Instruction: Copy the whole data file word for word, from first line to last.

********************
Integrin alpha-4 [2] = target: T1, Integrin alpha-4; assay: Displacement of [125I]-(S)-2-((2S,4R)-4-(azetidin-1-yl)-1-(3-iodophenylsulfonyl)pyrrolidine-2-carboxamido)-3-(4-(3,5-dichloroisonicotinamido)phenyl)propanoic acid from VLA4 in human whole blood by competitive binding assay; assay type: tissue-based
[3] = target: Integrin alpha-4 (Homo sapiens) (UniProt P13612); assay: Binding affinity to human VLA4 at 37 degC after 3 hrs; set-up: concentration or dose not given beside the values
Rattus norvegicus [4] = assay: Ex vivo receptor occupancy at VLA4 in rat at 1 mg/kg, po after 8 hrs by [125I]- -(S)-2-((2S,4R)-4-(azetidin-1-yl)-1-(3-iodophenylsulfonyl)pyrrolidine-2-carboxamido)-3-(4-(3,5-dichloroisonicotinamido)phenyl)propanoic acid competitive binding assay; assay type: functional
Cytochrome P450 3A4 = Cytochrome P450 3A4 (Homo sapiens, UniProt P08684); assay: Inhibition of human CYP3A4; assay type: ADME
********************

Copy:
Integrin alpha-4 [2] = target: T1, Integrin alpha-4; assay: Displacement of [125I]-(S)-2-((2S,4R)-4-(azetidin-1-yl)-1-(3-iodophenylsulfonyl)pyrrolidine-2-carboxamido)-3-(4-(3,5-dichloroisonicotinamido)phenyl)propanoic acid from VLA4 in human whole blood by competitive binding assay; assay type: tissue-based
[3] = target: Integrin alpha-4 (Homo sapiens) (UniProt P13612); assay: Binding affinity to human VLA4 at 37 degC after 3 hrs; set-up: concentration or dose not given beside the values
Rattus norvegicus [4] = assay: Ex vivo receptor occupancy at VLA4 in rat at 1 mg/kg, po after 8 hrs by [125I]- -(S)-2-((2S,4R)-4-(azetidin-1-yl)-1-(3-iodophenylsulfonyl)pyrrolidine-2-carboxamido)-3-(4-(3,5-dichloroisonicotinamido)phenyl)propanoic acid competitive binding assay; assay type: functional
Cytochrome P450 3A4 = Cytochrome P450 3A4 (Homo sapiens, UniProt P08684); assay: Inhibition of human CYP3A4; assay type: ADME